Gentoo Penguins

Pygoscelis papua

Height: 28-31in (71-78cm)
Length: 29.5-35.4in/75-90cm
Weight: 11-12.7lbs (5-5.8kg)
IUCN Status: Near Threatened
Population Trend: Holding steady in most areas.
Population: 950,000 individual birds.


The Gentoo is the third largest penguin. The Latin name of the Gentoo penguin’s genus is Pygoscelis, meaning “brush-tailed.” When looking at an adult Gentoo, its three most noticeable parts are its long tail, bright-orange feet, and orange bill. Most of the Gentoo’s body is either black, dark brown when worn, or a very clean white. Its lower chest and underbody are white. Its back, head, and neck are all black, except for two white patches ending with dots, as well as a thin white circle around each eye that makes this penguin look as if it is wearing makeup. Its bill is almost all orange except for some black on the upper mandible. Its flippers are black on the outside with a white trim on the edge, and they are almost completely white on the underside except for a few black patches on the ends. The Gentoo has brown eyes and orange to light yellow feet. An immature Gentoo penguin is very similar to an adult in size and appearance. Its chin and throat are whiter, and the intensity and distribution of the color above its eye patches is less concentrated. Also, its bill color may be duller, and the black parts may be dark brown. Chicks have gray and white down.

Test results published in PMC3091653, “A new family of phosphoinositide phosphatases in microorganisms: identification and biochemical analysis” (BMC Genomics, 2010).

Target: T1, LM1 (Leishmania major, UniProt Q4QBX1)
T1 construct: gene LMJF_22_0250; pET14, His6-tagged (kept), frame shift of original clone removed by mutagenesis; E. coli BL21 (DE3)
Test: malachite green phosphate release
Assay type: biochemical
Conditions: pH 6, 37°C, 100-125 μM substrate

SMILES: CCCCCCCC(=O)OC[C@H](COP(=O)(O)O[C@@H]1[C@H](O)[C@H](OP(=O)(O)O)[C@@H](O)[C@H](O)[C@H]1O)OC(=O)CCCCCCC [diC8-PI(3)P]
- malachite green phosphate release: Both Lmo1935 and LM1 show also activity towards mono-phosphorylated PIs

Gentoo penguin colonies are spread over a large geographic area and can be found in a circle around the southern part of the globe. They are in a wide band as far north as 46°S and as far south as 65°S. There are two subspecies of Gentoos. The first, Pygoscelis papua papua, lives in the northern colonies such as those in the Falkland Islands and South Georgia. The second, Pygoscelis papua ellsworthii, lives in the southern colonies such as those on the Antarctic Peninsula and the South Sandwich Islands. The largest colonies can be found in the Falkland Islands, Heard Islands, Crozet Islands, South Sandwich Islands, South Orkney Islands, South Georgia Island, and Macquarie Island. There are also large colonies on the Antarctic Peninsula and the surrounding sub-Antarctic Islands. The Gentoo penguin will share its colony with other penguins and is frequently found next to a variety of species. Because of its larger size, it might evict another species from its nest.